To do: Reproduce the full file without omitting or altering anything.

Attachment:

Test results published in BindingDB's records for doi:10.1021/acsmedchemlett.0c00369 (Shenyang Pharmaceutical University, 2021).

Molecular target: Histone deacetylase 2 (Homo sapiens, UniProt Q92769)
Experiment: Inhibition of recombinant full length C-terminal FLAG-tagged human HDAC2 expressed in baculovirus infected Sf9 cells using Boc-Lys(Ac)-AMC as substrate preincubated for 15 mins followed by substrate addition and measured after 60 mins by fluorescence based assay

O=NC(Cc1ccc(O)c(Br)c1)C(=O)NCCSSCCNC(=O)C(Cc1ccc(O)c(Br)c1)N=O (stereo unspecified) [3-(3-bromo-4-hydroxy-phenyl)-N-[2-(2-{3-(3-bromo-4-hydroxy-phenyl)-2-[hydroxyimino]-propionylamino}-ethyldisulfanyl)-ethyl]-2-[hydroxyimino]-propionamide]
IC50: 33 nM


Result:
Test results published in BindingDB's records for doi:10.1021/acsmedchemlett.0c00369 (Shenyang Pharmaceutical University, 2021).

Molecular target: Histone deacetylase 2 (Homo sapiens, UniProt Q92769)
Experiment: Inhibition of recombinant full length C-terminal FLAG-tagged human HDAC2 expressed in baculovirus infected Sf9 cells using Boc-Lys(Ac)-AMC as substrate preincubated for 15 mins followed by substrate addition and measured after 60 mins by fluorescence based assay

O=NC(Cc1ccc(O)c(Br)c1)C(=O)NCCSSCCNC(=O)C(Cc1ccc(O)c(Br)c1)N=O (stereo unspecified) [3-(3-bromo-4-hydroxy-phenyl)-N-[2-(2-{3-(3-bromo-4-hydroxy-phenyl)-2-[hydroxyimino]-propionylamino}-ethyldisulfanyl)-ethyl]-2-[hydroxyimino]-propionamide]
IC50: 33 nM